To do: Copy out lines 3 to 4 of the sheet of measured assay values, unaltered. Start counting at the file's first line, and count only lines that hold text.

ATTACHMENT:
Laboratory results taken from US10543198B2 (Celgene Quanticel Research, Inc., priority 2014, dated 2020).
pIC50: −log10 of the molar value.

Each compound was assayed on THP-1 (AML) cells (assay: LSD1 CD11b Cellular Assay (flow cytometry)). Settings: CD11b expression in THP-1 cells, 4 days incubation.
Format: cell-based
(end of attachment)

Each compound was assayed on THP-1 (AML) cells (assay: LSD1 CD11b Cellular Assay (flow cytometry)). Settings: CD11b expression in THP-1 cells, 4 days incubation.
Format: cell-based